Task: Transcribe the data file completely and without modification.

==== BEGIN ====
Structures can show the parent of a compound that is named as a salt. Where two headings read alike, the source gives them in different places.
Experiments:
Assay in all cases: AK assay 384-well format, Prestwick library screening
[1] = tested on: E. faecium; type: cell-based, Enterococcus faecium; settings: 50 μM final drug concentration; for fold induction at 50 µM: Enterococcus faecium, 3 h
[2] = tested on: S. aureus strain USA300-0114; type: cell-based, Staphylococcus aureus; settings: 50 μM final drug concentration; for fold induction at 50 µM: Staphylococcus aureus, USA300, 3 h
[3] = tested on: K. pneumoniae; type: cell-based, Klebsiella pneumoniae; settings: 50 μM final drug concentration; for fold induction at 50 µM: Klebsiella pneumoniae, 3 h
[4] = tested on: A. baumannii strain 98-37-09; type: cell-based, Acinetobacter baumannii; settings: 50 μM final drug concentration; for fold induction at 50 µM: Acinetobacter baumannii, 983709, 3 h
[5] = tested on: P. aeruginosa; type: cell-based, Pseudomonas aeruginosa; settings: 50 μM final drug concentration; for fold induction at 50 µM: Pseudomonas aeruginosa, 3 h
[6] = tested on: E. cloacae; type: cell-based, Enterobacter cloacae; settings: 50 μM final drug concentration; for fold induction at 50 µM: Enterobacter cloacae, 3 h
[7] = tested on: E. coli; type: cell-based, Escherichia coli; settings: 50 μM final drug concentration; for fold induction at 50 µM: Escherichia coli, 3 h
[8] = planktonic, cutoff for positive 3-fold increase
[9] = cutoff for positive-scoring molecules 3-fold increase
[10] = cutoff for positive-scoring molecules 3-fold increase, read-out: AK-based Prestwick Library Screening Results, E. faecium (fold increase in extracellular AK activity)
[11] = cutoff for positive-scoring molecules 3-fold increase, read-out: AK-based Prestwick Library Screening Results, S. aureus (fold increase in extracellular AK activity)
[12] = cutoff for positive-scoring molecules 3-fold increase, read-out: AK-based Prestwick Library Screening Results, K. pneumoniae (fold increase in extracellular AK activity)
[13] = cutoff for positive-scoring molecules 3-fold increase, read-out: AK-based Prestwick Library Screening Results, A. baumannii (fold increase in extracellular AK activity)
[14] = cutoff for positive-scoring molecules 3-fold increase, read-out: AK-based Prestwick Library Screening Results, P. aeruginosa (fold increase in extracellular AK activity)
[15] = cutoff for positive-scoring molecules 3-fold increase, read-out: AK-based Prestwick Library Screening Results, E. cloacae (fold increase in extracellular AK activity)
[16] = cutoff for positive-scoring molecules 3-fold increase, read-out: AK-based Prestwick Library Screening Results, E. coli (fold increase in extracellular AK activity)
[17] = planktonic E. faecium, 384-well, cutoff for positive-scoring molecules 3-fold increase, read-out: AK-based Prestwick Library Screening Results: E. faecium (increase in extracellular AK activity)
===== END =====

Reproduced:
Structures can show the parent of a compound that is named as a salt. Where two headings read alike, the source gives them in different places.
Experiments:
Assay in all cases: AK assay 384-well format, Prestwick library screening
[1] = tested on: E. faecium; type: cell-based, Enterococcus faecium; settings: 50 μM final drug concentration; for fold induction at 50 µM: Enterococcus faecium, 3 h
[2] = tested on: S. aureus strain USA300-0114; type: cell-based, Staphylococcus aureus; settings: 50 μM final drug concentration; for fold induction at 50 µM: Staphylococcus aureus, USA300, 3 h
[3] = tested on: K. pneumoniae; type: cell-based, Klebsiella pneumoniae; settings: 50 μM final drug concentration; for fold induction at 50 µM: Klebsiella pneumoniae, 3 h
[4] = tested on: A. baumannii strain 98-37-09; type: cell-based, Acinetobacter baumannii; settings: 50 μM final drug concentration; for fold induction at 50 µM: Acinetobacter baumannii, 983709, 3 h
[5] = tested on: P. aeruginosa; type: cell-based, Pseudomonas aeruginosa; settings: 50 μM final drug concentration; for fold induction at 50 µM: Pseudomonas aeruginosa, 3 h
[6] = tested on: E. cloacae; type: cell-based, Enterobacter cloacae; settings: 50 μM final drug concentration; for fold induction at 50 µM: Enterobacter cloacae, 3 h
[7] = tested on: E. coli; type: cell-based, Escherichia coli; settings: 50 μM final drug concentration; for fold induction at 50 µM: Escherichia coli, 3 h
[8] = planktonic, cutoff for positive 3-fold increase
[9] = cutoff for positive-scoring molecules 3-fold increase
[10] = cutoff for positive-scoring molecules 3-fold increase, read-out: AK-based Prestwick Library Screening Results, E. faecium (fold increase in extracellular AK activity)
[11] = cutoff for positive-scoring molecules 3-fold increase, read-out: AK-based Prestwick Library Screening Results, S. aureus (fold increase in extracellular AK activity)
[12] = cutoff for positive-scoring molecules 3-fold increase, read-out: AK-based Prestwick Library Screening Results, K. pneumoniae (fold increase in extracellular AK activity)
[13] = cutoff for positive-scoring molecules 3-fold increase, read-out: AK-based Prestwick Library Screening Results, A. baumannii (fold increase in extracellular AK activity)
[14] = cutoff for positive-scoring molecules 3-fold increase, read-out: AK-based Prestwick Library Screening Results, P. aeruginosa (fold increase in extracellular AK activity)
[15] = cutoff for positive-scoring molecules 3-fold increase, read-out: AK-based Prestwick Library Screening Results, E. cloacae (fold increase in extracellular AK activity)
[16] = cutoff for positive-scoring molecules 3-fold increase, read-out: AK-based Prestwick Library Screening Results, E. coli (fold increase in extracellular AK activity)
[17] = planktonic E. faecium, 384-well, cutoff for positive-scoring molecules 3-fold increase, read-out: AK-based Prestwick Library Screening Results: E. faecium (increase in extracellular AK activity)